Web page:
So basically, these guys show up and tell the king, “There’s this huge terrible thing coming towards you! But actually, it isn’t just coming, it’s already here!”

Does that sound familiar? Does it remind you of these crazy days of COVID-19?

Have you felt this sense of impending badness coming toward us? Have you wondered to yourself, How are we going to get out of this one? Or, What are we supposed to do?

Well, Jehoshaphat, a faithful man, was afraid and so he went to the Lord. He prayed in front of the whole nation. He said:

“O Lord, God of our fathers, are you not God in heaven? You rule over all the kingdoms of the nations. In your hand are power and might, so that none is able to withstand you. Did you not, our God, drive out the inhabitants of this land before your people Israel, and give it forever to the descendants of Abraham your friend?” (2 Chronicles 20: 6-7)

In this prayer, he stated things they all know to be true of God – his strength, the promises he’d made, and the ways he’d been faithful to them before.

And then Jehoshaphat said this:

“…For we are powerless against this great horde that is coming against us. We do not know what to do, but our eyes are on you.” (2 Chronicles 20:12b)

What a great prayer! “God, we have no control, and we don’t even know what to do. But we trust you.”

To say that, and not only to say it, but to believe it – to not just know it, but to let it affect the way you live – when facing… what? Discomfort? Disruption of our normal life? The possibility of death?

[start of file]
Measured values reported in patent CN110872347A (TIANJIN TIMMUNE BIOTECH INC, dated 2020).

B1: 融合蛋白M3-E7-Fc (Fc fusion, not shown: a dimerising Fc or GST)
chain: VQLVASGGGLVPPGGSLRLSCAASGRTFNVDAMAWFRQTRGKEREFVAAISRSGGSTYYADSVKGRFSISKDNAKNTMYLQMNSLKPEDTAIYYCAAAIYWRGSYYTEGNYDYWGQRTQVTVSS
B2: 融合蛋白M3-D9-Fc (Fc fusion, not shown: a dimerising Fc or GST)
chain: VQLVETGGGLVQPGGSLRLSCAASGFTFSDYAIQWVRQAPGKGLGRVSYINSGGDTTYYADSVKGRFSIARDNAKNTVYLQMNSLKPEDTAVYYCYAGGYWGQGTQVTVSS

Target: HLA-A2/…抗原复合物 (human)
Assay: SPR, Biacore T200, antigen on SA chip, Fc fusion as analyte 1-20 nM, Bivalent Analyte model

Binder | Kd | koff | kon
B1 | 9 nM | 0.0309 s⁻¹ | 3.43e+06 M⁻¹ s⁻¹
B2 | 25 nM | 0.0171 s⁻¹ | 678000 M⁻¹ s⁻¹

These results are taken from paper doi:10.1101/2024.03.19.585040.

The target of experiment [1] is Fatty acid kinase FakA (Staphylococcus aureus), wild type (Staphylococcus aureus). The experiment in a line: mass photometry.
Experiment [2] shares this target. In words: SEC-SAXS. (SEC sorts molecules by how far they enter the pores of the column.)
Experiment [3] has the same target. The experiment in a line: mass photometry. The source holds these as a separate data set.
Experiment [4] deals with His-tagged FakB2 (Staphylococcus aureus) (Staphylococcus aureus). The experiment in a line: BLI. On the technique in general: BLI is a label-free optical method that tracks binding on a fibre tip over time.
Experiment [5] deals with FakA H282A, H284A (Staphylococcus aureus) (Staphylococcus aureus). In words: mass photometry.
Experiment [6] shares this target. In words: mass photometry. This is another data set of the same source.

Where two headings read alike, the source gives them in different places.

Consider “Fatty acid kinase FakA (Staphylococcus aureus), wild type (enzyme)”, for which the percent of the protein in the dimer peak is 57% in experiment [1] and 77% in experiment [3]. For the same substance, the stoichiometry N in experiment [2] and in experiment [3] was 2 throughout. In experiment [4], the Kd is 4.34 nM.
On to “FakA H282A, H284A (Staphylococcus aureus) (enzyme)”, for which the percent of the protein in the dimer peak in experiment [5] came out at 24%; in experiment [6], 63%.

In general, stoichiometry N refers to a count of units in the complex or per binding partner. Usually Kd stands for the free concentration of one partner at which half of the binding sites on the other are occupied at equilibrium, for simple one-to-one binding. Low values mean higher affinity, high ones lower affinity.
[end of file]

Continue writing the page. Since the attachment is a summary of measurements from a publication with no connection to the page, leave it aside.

“God we trust that you are strong, we trust that you are good, we trust that you love us, but mostly we trust that you have a plan through all of this.”

It reminds me of another passage from the Bible.

Jesus, facing his own impending discomfort/disruption/death, goes to the Garden of Gethsemane to pray right before he is betrayed by one of his friends.

“And going a little farther he fell on his face and prayed, saying, ‘My Father, if it be possible, let this cup pass from me; nevertheless, not as I will, but as you will.'” (Matthew 26:39)

We all want God to just go ahead and call an end to all of this source of worry and disruption and uncertainty and of possible harm. We know he can do it. But we also know he knows what he’s doing. It’s out of our hands. And what better hands for it to be in?

So, Jehoshaphat and his people went to the edge of the battlefield and found all of their enemies laying dead on the ground.

Jesus went to the cross and died for the sins of the world.

We don’t know what’s around the bend for us. But this is what we do know: God is strong, God is good, God loves us, and most of all, God has a plan.

He has a plan for the world through all of this. Who knows in what ways he might use his people to reach people in the world?

He has a plan for us through all of this. Who knows how he might transform our own hearts – refining us, leading us to let go of control and some of our other idols, softening our selfishness – through all of this?

And he has a plan for the grand story of the world that passes right through all of this. He knows the end. He knows it ends with every knee bowed and every tongue confessing that Jesus is Lord.

Friends, trust in God – through COVID-19, your happiness, your heartache, and everything in between.

“Rejoice in the Lord always; again I will say, rejoice. Let your reasonableness be known to everyone. The Lord is at hand; do not be anxious about anything, but in everything by prayer and supplication with thanksgiving let your requests be made known to God. And the peace of God, which surpasses all understanding, will guard your hearts and your minds in Christ Jesus.” (Philippians 4:4-7)

Wednesdays at Home: 3/25/20

This is our mid-week opportunity to stay connected online with our pastors to receive mid-week scriptural encouragement, prayer, and updates on how we are responding to the COVID-19 Pandemic.

Need a Good Book to Read? Here’s What We Recommend

The old excuse of not having much time to read doesn’t hold much water in these days of social distancing. So I asked some Clear Creek staff to give us one book about faith they’d recommend and maybe a sentence or two as to why.